It goes without saying that financial literacy and education are vital components to what we do as financial institutions. But do we truly understand why? The purpose of this article is to help you understand and embrace the ‘why’ of the need to assist our financial institution customers to increase their financial literacy and educate them on financial topics important to their lives.
What is Financial Literacy?
Investopedia defines financial literacy as “the ability to understand and effectively apply various financial skills, including personal financial management, budgeting and investing.” It’s the ability for an individual to balance a checkbook, grasp personal income taxes, and create and maintain a budget. However, there are many people who are financially illiterate where they do not have a strong understanding of how money works in their personal lives.
Do you remember taking a personal finance class in high school where you at least learned how to balance a checkbook? Today, very few states require high school students to take a course on financial literacy. That’s a scary thought. Financial literacy is a key component of life, and most individuals aren’t gaining enough knowledge in this area to be able to make wise financial decisions down the road. And, if not being taught in school, is it being taught in the home? And, if not in the home, where else? As we all can attribute, starting at an early age makes a big difference.
Here are some sobering statistics and they tell us that financial literacy is desperately needed:
- A total of 78 percent of Americans live paycheck to paycheck, according to CareerBuilder
- According to Forbes, there are 45 million borrowers who collectively owe more than $1.5 trillion in student loan debt in the U.S.
- The Federal Reserve reports credit debt is up to $1.04 trillion
Why is Financial Literacy Important?
We all want to be successful, especially when it comes to this important topic. And, we want our customers to be wise with their money and the choices that follow. You would probably agree that the benefits of financial literacy and education are far-reaching. Armed with knowledge and the skills needed to manage money empowers individuals of all ages to make smart financial decisions.
Benefits or outcomes of being financially literate include:
- Creating and maintaining a budget you can balance to each month
- Setting money aside for retirement
- Purchasing a home
- Managing debt, or even better, eliminating debt
- Saving for college
- Comparison shopping
- Evaluating loan terms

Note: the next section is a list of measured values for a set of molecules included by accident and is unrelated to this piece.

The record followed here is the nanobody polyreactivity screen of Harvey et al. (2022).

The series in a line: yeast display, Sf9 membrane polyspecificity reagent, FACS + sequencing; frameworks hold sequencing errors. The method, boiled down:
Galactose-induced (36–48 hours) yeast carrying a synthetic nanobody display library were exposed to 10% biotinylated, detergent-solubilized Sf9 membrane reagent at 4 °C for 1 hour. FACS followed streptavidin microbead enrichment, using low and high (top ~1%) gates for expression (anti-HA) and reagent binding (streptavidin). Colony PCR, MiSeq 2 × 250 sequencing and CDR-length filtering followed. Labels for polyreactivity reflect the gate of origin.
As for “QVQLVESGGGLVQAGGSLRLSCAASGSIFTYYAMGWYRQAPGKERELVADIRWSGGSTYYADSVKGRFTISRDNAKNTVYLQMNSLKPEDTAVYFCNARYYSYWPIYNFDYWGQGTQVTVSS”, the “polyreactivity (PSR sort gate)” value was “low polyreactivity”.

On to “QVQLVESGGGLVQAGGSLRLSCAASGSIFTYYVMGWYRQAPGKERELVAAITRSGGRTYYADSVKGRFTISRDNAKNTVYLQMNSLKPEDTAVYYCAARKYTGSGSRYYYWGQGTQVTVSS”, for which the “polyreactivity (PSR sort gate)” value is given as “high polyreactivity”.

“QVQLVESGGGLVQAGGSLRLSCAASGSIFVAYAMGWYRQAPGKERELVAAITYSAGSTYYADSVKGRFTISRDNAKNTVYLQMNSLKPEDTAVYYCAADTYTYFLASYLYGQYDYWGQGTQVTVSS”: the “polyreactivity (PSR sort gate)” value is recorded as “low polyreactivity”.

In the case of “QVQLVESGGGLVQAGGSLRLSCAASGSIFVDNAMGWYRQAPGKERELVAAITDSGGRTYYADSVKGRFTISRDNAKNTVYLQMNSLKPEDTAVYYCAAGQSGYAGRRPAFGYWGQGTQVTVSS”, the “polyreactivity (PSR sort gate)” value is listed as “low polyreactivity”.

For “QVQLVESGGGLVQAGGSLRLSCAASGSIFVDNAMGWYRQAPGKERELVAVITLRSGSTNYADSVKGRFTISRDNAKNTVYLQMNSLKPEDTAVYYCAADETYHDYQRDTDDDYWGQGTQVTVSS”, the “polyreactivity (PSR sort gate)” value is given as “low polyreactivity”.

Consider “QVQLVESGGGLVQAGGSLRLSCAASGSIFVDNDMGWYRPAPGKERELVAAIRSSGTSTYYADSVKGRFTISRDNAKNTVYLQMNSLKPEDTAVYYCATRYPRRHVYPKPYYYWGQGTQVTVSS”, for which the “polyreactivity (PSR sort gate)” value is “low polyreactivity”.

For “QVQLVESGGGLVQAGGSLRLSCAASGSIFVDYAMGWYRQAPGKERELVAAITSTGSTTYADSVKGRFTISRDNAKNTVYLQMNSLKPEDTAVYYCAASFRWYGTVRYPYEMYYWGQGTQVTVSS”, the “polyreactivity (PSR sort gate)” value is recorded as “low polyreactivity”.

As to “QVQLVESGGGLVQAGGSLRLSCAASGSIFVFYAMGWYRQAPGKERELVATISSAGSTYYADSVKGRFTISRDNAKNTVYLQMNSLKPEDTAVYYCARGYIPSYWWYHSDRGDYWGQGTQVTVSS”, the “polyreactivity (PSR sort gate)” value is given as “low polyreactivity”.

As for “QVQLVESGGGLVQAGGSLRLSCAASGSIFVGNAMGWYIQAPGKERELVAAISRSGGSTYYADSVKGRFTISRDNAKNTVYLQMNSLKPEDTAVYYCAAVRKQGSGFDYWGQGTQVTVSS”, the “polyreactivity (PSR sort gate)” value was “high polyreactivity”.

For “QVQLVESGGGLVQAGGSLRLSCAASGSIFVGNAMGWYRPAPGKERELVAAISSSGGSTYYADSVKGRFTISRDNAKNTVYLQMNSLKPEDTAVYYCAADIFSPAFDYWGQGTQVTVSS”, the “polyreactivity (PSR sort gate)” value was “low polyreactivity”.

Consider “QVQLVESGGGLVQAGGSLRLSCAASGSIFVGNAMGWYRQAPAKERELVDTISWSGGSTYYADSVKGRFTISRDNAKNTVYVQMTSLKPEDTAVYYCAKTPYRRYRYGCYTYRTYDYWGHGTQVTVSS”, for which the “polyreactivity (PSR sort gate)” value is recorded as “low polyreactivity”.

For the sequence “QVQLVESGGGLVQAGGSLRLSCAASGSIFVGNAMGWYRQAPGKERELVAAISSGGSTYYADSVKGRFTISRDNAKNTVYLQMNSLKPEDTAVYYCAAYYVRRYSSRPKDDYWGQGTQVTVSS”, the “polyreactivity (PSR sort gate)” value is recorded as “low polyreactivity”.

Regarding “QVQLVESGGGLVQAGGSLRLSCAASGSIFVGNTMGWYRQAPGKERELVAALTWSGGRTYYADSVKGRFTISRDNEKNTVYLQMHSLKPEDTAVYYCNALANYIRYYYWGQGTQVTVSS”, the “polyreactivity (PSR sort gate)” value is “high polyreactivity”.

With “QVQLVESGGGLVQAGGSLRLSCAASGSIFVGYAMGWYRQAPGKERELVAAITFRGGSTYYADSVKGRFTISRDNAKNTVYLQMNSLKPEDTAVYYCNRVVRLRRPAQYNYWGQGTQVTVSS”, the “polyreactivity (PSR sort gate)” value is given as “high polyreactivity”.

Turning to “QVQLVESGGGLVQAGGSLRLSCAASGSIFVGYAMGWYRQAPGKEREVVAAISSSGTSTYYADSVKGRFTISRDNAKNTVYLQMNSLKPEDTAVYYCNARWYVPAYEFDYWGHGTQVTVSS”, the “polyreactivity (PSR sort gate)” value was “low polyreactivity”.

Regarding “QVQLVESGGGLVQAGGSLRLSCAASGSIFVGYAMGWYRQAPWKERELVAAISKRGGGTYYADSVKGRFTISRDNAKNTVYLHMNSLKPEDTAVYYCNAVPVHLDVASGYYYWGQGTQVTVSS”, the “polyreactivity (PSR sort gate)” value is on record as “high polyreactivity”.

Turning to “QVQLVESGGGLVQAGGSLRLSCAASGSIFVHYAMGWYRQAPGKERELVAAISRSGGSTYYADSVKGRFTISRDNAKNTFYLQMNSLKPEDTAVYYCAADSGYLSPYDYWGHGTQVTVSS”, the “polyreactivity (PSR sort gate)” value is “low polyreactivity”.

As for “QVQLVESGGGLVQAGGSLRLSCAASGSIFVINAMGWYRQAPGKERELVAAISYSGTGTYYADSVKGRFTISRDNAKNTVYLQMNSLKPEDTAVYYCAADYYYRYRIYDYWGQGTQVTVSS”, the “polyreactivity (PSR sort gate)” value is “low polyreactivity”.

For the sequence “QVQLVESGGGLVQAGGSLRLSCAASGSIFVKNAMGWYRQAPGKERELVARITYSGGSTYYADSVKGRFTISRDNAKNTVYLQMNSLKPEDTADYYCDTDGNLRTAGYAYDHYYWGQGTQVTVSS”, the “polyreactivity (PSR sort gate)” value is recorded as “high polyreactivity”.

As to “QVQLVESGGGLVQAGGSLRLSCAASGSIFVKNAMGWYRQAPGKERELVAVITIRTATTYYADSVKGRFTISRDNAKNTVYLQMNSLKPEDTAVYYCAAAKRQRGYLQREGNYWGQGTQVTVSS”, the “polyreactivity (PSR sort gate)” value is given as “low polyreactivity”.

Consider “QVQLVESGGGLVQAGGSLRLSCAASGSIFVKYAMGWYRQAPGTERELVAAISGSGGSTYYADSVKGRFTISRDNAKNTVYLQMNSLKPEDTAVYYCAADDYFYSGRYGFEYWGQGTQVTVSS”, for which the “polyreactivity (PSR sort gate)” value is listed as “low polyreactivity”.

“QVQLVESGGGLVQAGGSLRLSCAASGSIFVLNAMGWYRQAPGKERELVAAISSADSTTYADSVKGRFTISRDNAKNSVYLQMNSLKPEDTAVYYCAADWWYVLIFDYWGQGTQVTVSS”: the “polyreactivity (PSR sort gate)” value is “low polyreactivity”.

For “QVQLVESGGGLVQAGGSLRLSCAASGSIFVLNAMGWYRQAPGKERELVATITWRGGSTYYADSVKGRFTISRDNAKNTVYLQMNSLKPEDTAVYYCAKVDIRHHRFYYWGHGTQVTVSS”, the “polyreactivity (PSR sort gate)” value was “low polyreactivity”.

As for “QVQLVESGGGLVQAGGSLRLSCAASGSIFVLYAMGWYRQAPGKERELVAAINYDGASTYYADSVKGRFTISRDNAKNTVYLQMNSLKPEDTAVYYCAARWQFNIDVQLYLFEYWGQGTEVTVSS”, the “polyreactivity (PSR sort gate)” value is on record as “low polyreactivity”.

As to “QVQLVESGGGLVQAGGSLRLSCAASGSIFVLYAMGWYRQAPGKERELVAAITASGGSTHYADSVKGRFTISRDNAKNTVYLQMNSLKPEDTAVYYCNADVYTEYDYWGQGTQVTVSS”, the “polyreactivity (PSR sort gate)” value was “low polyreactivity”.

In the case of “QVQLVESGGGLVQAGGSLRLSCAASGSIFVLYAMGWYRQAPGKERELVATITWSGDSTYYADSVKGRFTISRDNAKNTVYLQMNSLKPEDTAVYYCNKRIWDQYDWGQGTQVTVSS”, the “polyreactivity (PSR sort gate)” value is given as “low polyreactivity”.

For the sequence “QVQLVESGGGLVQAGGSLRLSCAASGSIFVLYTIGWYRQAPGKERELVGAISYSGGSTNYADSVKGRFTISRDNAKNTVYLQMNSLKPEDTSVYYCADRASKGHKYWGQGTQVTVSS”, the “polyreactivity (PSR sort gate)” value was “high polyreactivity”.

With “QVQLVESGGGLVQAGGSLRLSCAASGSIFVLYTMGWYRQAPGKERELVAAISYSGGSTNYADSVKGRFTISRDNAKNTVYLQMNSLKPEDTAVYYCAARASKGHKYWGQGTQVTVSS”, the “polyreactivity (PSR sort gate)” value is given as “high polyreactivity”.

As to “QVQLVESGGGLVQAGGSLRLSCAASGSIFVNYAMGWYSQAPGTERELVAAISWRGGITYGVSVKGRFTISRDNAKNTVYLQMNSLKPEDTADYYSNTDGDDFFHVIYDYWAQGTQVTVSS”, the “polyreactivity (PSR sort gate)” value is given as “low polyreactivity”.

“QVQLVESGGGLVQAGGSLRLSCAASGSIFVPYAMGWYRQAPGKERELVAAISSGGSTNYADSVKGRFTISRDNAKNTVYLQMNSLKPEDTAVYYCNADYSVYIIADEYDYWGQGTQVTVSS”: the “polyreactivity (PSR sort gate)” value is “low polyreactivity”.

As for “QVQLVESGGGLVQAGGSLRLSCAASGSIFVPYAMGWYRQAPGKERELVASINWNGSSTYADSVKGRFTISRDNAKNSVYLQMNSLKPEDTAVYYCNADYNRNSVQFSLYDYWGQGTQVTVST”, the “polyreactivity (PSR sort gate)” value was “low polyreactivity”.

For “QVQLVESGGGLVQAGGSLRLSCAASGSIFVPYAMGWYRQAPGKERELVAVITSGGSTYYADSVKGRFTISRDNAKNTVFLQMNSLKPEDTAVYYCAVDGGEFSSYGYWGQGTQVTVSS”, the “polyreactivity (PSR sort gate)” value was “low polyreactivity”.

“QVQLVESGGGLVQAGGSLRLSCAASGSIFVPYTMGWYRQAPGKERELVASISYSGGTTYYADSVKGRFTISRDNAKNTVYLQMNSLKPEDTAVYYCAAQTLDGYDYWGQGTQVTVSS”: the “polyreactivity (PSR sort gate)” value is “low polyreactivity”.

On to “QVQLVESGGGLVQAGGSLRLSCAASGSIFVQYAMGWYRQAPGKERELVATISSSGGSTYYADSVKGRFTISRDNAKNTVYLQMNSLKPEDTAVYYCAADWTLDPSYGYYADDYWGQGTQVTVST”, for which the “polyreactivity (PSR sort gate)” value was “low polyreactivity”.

- Calculating interest
- And there are many more not mentioned here…
When it comes to our customers, we care about them. We don’t simply see our customers through a transactional lens; rather, it’s relational. And, what is one way to deepen these important relationships? Yes, financial literacy.
We can help our customers of all ages be financially literate.
Your financial institution plays a critical role. By offering a program and tools, you can help your customers have more control over their personal finances, which can lead to increased overall confidence. Having more control leads to better choices, such as less debt because the individual has a stronger understanding of the impact debt has on savings, budgeting, etc. In educating your customers, they are more than likely to set financial goals with the motivation to meet those goals.
How Does a Financial Institution Get Started?
Getting started in launching a financial literacy initiative can be overwhelming. Or, if a program is in place, it can be hard to determine if it needs some tinkering.
The National Financial Literacy Council offers a wide range of resources. Here’s an overview of how to get your financial literacy program up and running:
Get Your Education Team Trained: Ensure your training team is on the same page with objectives and methods. All being on the same page will ensure consistency in your program.
Identify and Customize (if needed) Education Resources: What outside training does your institution need to build a well-rounded and comprehensive financial literacy program? Leverage your compliance training provider for resources and course content.
Design Your Program: Build out what your financial literacy program will look like. What parts will you be utilizing resources from your compliance training provider? How can you involve your community? What partnerships does your institution already have that you can leverage to further your initiative efforts?
Create a Positive User Experience: While you design your program, keep the end-user in mind. Who are you targeting with your efforts? What format of training will resonate best with that audience? Different formats might be live in-person training, engaging animated videos, interactive quizzes or even hands on experiences.
Gather Feedback: Gather data and report on the results. You can use this feedback to further grow and scale your program year over year.
To sum up, financial literacy is an important endeavor for any financial institution. A financially literate person is less vulnerable to financial fraud and identity theft, and with a strong foundation, many financial goals can be achieved, such as saving for education and retirement, acting responsibly with debt, and running a business, to name a few. Yet, if the number of illiterate people is growing, we will see more people carry debt burdens that are not sustainable, with poor credit, or even bankruptcy or foreclosing on a home. Financial institutions can take an active role in educating their customers and making changes for the good.
Training Needs and Risk Assessment
It can be overwhelming when developing training programs across your entire organization. By taking a thoughtful approach to assessing whether your training programs are effective will not only improve your employee’s experience – but can also prove the worth of your training department within your organization.